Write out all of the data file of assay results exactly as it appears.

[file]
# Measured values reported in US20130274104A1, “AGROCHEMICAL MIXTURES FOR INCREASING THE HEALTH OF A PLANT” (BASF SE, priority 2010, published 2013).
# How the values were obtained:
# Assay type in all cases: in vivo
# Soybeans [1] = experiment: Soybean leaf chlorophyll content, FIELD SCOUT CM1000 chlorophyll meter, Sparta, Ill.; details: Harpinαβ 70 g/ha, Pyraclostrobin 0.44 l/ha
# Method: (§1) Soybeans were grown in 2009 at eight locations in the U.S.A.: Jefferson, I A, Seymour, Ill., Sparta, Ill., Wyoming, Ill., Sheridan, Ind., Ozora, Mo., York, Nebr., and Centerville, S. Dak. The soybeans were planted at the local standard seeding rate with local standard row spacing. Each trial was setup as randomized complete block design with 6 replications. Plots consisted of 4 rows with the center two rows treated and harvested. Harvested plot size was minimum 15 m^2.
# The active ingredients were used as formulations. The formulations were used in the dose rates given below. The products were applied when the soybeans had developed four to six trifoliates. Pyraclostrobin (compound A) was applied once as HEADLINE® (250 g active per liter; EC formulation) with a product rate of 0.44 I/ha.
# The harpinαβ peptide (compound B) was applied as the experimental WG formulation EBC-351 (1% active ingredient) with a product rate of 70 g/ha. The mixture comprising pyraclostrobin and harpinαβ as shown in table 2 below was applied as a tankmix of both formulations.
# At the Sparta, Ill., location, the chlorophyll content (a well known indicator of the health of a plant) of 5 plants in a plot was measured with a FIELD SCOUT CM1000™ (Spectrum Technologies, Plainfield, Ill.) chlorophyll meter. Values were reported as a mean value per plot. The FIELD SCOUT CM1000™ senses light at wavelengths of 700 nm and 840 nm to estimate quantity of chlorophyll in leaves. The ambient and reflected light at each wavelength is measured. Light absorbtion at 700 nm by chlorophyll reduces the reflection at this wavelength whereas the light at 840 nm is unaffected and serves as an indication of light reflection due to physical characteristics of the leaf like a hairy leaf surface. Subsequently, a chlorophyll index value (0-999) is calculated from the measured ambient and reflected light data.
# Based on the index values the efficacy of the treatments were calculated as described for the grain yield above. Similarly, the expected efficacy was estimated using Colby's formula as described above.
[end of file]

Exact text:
# Measured values reported in US20130274104A1, “AGROCHEMICAL MIXTURES FOR INCREASING THE HEALTH OF A PLANT” (BASF SE, priority 2010, published 2013).
# How the values were obtained:
# Assay type in all cases: in vivo
# Soybeans [1] = experiment: Soybean leaf chlorophyll content, FIELD SCOUT CM1000 chlorophyll meter, Sparta, Ill.; details: Harpinαβ 70 g/ha, Pyraclostrobin 0.44 l/ha
# Method: (§1) Soybeans were grown in 2009 at eight locations in the U.S.A.: Jefferson, I A, Seymour, Ill., Sparta, Ill., Wyoming, Ill., Sheridan, Ind., Ozora, Mo., York, Nebr., and Centerville, S. Dak. The soybeans were planted at the local standard seeding rate with local standard row spacing. Each trial was setup as randomized complete block design with 6 replications. Plots consisted of 4 rows with the center two rows treated and harvested. Harvested plot size was minimum 15 m^2.
# The active ingredients were used as formulations. The formulations were used in the dose rates given below. The products were applied when the soybeans had developed four to six trifoliates. Pyraclostrobin (compound A) was applied once as HEADLINE® (250 g active per liter; EC formulation) with a product rate of 0.44 I/ha.
# The harpinαβ peptide (compound B) was applied as the experimental WG formulation EBC-351 (1% active ingredient) with a product rate of 70 g/ha. The mixture comprising pyraclostrobin and harpinαβ as shown in table 2 below was applied as a tankmix of both formulations.
# At the Sparta, Ill., location, the chlorophyll content (a well known indicator of the health of a plant) of 5 plants in a plot was measured with a FIELD SCOUT CM1000™ (Spectrum Technologies, Plainfield, Ill.) chlorophyll meter. Values were reported as a mean value per plot. The FIELD SCOUT CM1000™ senses light at wavelengths of 700 nm and 840 nm to estimate quantity of chlorophyll in leaves. The ambient and reflected light at each wavelength is measured. Light absorbtion at 700 nm by chlorophyll reduces the reflection at this wavelength whereas the light at 840 nm is unaffected and serves as an indication of light reflection due to physical characteristics of the leaf like a hairy leaf surface. Subsequently, a chlorophyll index value (0-999) is calculated from the measured ambient and reflected light data.
# Based on the index values the efficacy of the treatments were calculated as described for the grain yield above. Similarly, the expected efficacy was estimated using Colby's formula as described above.